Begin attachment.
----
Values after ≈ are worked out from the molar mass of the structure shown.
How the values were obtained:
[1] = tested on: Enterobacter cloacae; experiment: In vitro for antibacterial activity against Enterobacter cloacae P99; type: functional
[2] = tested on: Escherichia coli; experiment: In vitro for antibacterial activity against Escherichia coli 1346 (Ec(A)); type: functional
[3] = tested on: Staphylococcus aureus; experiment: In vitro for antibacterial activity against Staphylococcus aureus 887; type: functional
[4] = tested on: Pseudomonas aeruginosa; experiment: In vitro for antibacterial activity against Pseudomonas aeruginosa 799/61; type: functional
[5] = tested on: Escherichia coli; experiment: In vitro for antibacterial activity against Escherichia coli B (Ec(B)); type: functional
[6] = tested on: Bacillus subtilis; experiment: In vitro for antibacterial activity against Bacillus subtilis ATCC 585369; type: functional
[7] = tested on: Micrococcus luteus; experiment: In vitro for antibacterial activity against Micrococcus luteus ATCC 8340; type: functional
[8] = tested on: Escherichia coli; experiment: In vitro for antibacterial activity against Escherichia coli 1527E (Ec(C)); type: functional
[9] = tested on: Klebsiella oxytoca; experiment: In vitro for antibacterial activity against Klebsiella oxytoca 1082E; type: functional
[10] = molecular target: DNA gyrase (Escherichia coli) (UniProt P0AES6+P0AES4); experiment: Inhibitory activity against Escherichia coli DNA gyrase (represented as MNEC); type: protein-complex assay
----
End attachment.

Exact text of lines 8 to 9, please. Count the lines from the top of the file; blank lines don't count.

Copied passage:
[6] = tested on: Bacillus subtilis; experiment: In vitro for antibacterial activity against Bacillus subtilis ATCC 585369; type: functional
[7] = tested on: Micrococcus luteus; experiment: In vitro for antibacterial activity against Micrococcus luteus ATCC 8340; type: functional